Quine made it conventional to portray the contradiction that destroyed Frege’s logicism as some kind of act of God, a thunderbolt that descended from a clear blue sky. This portrayal suited the moral Quine was antecedently inclined to draw, that intuition is bankrupt, and that reliance on it must therefore be replaced by a pragmatic methodology. But the portrayal is grossly misleading, and Quine’s moral simply false. In the person of others – Cantor, Dedekind, and Zermelo – intuition was working (...) pretty well. It was in Frege that it suffered a local and temporary blindness. The question to ask, then, is not how Frege was overtaken by the contradiction, but how it is that he didn’t see it coming. The paper offers one kind of answer to that question. Starting from the very close similarity between Frege’s proof of infinity and the reasoning that leads to the contradiction, it asks: given his understanding of the first, why did Frege did not notice the second? The reason is traced, first, to a faulty generalization Frege made from the case of directions and parallel lines; and, through that, to Frege’s having retained, and attempted incoherently to combine with his own, aspects of a pre-Fregean understanding of the generality of logical principles. (shrink)
Define ‘het’ as a predicate that truly applies to itself if and only if it does not truly apply to itself and which also truly applies to any predicate that does not truly apply to its own name. We know that the attempted definition of ‘hes’ is a failure, and so a fortiori is that of ‘het’. Similarly, there is no Qussell class which contains itself as a member if and only if it does not contain itself as a member, (...) so a fortiori there is no Russell Class which contains itself as a member if and only if it does not contain itself as a member and which also contains all and only non-self-membered classes (such as the class of dogs). The second conjunct in both the definition of ‘het’ and of the Russell class cannot revive a definition doomed to failure. Likewise, the ‘definition’ of n as ‘n > 1 iff n < 1’ fails, and the attempted definition of m as ‘m > 1 iff m < 1 and m is prime’ is hopeless too; its final clause buys it no respectability. (shrink)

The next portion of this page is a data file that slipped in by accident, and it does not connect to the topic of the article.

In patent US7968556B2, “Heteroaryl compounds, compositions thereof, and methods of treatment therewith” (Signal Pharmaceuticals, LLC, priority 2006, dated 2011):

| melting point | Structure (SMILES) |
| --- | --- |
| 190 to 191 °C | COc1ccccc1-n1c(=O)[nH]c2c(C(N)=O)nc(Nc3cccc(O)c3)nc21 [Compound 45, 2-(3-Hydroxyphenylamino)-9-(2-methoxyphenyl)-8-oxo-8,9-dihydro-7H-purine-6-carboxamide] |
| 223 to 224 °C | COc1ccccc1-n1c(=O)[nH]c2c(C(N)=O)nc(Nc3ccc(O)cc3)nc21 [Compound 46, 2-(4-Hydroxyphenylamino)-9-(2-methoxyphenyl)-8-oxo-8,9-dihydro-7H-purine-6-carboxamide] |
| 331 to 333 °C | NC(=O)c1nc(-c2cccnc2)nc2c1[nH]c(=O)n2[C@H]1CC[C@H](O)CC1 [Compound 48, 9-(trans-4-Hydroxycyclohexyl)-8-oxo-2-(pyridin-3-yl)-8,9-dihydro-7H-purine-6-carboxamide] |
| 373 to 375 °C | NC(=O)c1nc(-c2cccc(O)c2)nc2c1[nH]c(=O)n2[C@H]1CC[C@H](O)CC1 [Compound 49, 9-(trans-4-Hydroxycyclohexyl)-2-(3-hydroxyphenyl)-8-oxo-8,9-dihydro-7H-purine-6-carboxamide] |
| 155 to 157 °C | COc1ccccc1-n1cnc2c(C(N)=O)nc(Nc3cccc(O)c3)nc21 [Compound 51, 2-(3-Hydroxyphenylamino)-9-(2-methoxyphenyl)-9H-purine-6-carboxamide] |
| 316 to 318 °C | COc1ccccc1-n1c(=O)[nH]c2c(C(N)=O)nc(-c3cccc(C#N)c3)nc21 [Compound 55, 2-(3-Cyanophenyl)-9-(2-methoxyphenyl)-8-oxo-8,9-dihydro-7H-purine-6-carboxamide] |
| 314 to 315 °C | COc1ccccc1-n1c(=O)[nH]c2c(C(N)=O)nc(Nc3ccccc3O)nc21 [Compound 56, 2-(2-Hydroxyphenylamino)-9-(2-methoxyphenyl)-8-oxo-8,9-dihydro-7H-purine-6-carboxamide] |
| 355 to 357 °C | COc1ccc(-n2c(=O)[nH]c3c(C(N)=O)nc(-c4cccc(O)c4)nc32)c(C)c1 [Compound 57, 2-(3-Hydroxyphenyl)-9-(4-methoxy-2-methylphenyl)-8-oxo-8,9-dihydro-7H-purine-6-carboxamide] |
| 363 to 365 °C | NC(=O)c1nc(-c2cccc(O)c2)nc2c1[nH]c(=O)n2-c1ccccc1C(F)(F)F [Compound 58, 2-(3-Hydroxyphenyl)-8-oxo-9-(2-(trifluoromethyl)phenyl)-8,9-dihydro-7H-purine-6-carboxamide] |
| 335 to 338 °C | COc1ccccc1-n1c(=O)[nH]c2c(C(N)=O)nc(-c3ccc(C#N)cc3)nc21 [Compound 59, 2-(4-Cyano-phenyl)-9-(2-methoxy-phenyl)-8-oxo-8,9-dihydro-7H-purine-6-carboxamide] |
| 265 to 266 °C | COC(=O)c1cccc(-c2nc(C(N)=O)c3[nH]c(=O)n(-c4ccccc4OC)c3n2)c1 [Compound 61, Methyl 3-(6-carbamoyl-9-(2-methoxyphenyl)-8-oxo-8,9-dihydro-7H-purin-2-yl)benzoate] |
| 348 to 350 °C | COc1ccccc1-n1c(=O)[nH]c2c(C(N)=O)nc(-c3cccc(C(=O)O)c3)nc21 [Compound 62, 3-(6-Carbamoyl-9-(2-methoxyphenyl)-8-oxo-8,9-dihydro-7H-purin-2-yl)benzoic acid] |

High-quality 3D seismic data in Clearfield County, central Pennsylvania, reveal subsurface structural details of regional flat-top, box-shaped folds, convergent reverse faults and cross-regional lineaments in the hinge of the Pennsylvanian Salient. Cross-stratal variations in structural relief, bed curvature and seismic facies indicate that the intensity of deformation increases from below the Salina to the Onondaga, and then decreases from above the Onondaga to the Elk. Pre-Onondaga isochron thickness increases on the anticlinal axes, whereas post-Onondaga isochron thickness decreases on the anticlinal (...) axes. The seismically imaged subsurface structures are consistent with outcrop and topographic observations, wireline and FMI image logs and gravity and magnetic intensity measurements. Marcellus Shale gas exploration and production data show that the operational activity and gas productivity drop significantly in Clearfield County and other counties in the hinge of the Salient. We interpret that the regional and cross-regional lineaments folds and faults are a salt-based detachment and wrench faults that were most likely caused by gravitational sliding above the Salina salt during the Acadian. We infer that the co-occurrence of large-scale faults, particularly the cross-regional wrench faults, might have had a significant impact on the Marcellus Shale reservoir integrity and gas productivity in the hinge of the Pennsylvania Salient. These observations and interpretations demonstrate the dynamic interplay among tectonic deformation, syntectonic deposition and shale gas production, thus entailing significant geologic, economic and environmental implications in the Appalachian Basin. (shrink)